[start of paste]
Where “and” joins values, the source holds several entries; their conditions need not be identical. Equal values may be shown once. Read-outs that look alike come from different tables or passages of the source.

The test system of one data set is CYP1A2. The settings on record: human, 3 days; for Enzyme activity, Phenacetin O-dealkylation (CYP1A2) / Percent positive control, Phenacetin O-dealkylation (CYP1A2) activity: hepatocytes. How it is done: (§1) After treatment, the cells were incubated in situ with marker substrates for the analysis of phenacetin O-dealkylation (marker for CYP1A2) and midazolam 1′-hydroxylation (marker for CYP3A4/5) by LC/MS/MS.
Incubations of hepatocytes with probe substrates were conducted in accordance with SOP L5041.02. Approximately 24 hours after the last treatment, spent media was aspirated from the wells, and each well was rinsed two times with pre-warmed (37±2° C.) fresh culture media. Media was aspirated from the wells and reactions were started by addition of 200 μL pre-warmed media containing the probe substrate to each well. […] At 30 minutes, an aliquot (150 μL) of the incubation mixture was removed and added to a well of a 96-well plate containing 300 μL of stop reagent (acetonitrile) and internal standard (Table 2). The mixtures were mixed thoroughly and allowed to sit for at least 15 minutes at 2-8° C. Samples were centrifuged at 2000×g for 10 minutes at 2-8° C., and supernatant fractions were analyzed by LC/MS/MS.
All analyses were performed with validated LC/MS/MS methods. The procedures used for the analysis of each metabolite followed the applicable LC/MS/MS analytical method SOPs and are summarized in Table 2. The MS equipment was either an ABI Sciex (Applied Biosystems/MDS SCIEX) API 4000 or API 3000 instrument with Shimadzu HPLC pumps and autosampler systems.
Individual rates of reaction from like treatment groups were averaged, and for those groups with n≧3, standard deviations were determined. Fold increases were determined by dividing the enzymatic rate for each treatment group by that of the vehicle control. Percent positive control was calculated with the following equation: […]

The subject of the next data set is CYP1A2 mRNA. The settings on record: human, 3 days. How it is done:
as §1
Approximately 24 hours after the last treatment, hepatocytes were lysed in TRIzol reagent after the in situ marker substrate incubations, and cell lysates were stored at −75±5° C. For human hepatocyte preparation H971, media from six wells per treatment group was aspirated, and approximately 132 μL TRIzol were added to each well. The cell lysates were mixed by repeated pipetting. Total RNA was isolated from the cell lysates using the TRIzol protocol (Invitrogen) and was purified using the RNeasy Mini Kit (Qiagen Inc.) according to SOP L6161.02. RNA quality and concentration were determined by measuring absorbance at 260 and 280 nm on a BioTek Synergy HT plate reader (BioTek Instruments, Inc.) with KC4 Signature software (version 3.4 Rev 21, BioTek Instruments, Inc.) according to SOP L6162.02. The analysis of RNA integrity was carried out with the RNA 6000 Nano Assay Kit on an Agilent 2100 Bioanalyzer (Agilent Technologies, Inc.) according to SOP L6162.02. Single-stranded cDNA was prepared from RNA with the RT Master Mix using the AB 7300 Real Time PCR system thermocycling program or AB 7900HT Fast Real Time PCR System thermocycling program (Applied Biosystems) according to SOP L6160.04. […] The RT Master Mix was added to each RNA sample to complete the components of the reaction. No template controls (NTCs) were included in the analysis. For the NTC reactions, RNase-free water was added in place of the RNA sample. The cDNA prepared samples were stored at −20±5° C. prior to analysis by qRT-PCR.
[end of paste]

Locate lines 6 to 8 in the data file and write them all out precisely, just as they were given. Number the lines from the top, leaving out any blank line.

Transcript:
The subject of the next data set is CYP1A2 mRNA. The settings on record: human, 3 days. How it is done:
as §1
Approximately 24 hours after the last treatment, hepatocytes were lysed in TRIzol reagent after the in situ marker substrate incubations, and cell lysates were stored at −75±5° C. For human hepatocyte preparation H971, media from six wells per treatment group was aspirated, and approximately 132 μL TRIzol were added to each well. The cell lysates were mixed by repeated pipetting. Total RNA was isolated from the cell lysates using the TRIzol protocol (Invitrogen) and was purified using the RNeasy Mini Kit (Qiagen Inc.) according to SOP L6161.02. RNA quality and concentration were determined by measuring absorbance at 260 and 280 nm on a BioTek Synergy HT plate reader (BioTek Instruments, Inc.) with KC4 Signature software (version 3.4 Rev 21, BioTek Instruments, Inc.) according to SOP L6162.02. The analysis of RNA integrity was carried out with the RNA 6000 Nano Assay Kit on an Agilent 2100 Bioanalyzer (Agilent Technologies, Inc.) according to SOP L6162.02. Single-stranded cDNA was prepared from RNA with the RT Master Mix using the AB 7300 Real Time PCR system thermocycling program or AB 7900HT Fast Real Time PCR System thermocycling program (Applied Biosystems) according to SOP L6160.04. […] The RT Master Mix was added to each RNA sample to complete the components of the reaction. No template controls (NTCs) were included in the analysis. For the NTC reactions, RNase-free water was added in place of the RNA sample. The cDNA prepared samples were stored at −20±5° C. prior to analysis by qRT-PCR.